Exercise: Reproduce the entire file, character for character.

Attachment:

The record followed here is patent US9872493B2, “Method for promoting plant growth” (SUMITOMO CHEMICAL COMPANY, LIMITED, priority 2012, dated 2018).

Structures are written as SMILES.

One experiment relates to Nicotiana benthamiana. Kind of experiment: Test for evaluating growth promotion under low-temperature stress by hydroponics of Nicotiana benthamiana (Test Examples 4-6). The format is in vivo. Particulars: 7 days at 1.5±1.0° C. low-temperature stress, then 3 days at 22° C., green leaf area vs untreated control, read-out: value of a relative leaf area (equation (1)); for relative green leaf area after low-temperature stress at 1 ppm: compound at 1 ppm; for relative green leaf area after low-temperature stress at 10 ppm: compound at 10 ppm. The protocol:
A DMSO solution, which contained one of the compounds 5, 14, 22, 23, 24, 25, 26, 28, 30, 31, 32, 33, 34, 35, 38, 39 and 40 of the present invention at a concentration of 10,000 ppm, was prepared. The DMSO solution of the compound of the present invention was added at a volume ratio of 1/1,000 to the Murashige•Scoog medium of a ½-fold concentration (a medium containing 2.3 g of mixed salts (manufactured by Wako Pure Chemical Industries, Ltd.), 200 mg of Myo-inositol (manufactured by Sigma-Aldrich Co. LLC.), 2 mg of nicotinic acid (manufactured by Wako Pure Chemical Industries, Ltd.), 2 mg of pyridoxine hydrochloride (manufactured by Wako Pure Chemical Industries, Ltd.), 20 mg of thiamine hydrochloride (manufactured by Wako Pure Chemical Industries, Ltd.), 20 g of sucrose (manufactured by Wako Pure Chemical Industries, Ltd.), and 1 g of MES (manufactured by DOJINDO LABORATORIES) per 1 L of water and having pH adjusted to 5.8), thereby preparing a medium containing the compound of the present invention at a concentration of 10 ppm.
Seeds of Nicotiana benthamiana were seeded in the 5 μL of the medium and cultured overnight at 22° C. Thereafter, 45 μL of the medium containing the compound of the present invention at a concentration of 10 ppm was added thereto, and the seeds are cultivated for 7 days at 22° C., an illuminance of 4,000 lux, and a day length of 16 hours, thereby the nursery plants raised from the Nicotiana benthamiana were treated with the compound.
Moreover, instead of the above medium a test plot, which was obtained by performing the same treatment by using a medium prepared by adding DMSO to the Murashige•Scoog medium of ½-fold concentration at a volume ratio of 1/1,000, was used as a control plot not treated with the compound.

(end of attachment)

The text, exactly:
The record followed here is patent US9872493B2, “Method for promoting plant growth” (SUMITOMO CHEMICAL COMPANY, LIMITED, priority 2012, dated 2018).

Structures are written as SMILES.

One experiment relates to Nicotiana benthamiana. Kind of experiment: Test for evaluating growth promotion under low-temperature stress by hydroponics of Nicotiana benthamiana (Test Examples 4-6). The format is in vivo. Particulars: 7 days at 1.5±1.0° C. low-temperature stress, then 3 days at 22° C., green leaf area vs untreated control, read-out: value of a relative leaf area (equation (1)); for relative green leaf area after low-temperature stress at 1 ppm: compound at 1 ppm; for relative green leaf area after low-temperature stress at 10 ppm: compound at 10 ppm. The protocol:
A DMSO solution, which contained one of the compounds 5, 14, 22, 23, 24, 25, 26, 28, 30, 31, 32, 33, 34, 35, 38, 39 and 40 of the present invention at a concentration of 10,000 ppm, was prepared. The DMSO solution of the compound of the present invention was added at a volume ratio of 1/1,000 to the Murashige•Scoog medium of a ½-fold concentration (a medium containing 2.3 g of mixed salts (manufactured by Wako Pure Chemical Industries, Ltd.), 200 mg of Myo-inositol (manufactured by Sigma-Aldrich Co. LLC.), 2 mg of nicotinic acid (manufactured by Wako Pure Chemical Industries, Ltd.), 2 mg of pyridoxine hydrochloride (manufactured by Wako Pure Chemical Industries, Ltd.), 20 mg of thiamine hydrochloride (manufactured by Wako Pure Chemical Industries, Ltd.), 20 g of sucrose (manufactured by Wako Pure Chemical Industries, Ltd.), and 1 g of MES (manufactured by DOJINDO LABORATORIES) per 1 L of water and having pH adjusted to 5.8), thereby preparing a medium containing the compound of the present invention at a concentration of 10 ppm.
Seeds of Nicotiana benthamiana were seeded in the 5 μL of the medium and cultured overnight at 22° C. Thereafter, 45 μL of the medium containing the compound of the present invention at a concentration of 10 ppm was added thereto, and the seeds are cultivated for 7 days at 22° C., an illuminance of 4,000 lux, and a day length of 16 hours, thereby the nursery plants raised from the Nicotiana benthamiana were treated with the compound.
Moreover, instead of the above medium a test plot, which was obtained by performing the same treatment by using a medium prepared by adding DMSO to the Murashige•Scoog medium of ½-fold concentration at a volume ratio of 1/1,000, was used as a control plot not treated with the compound.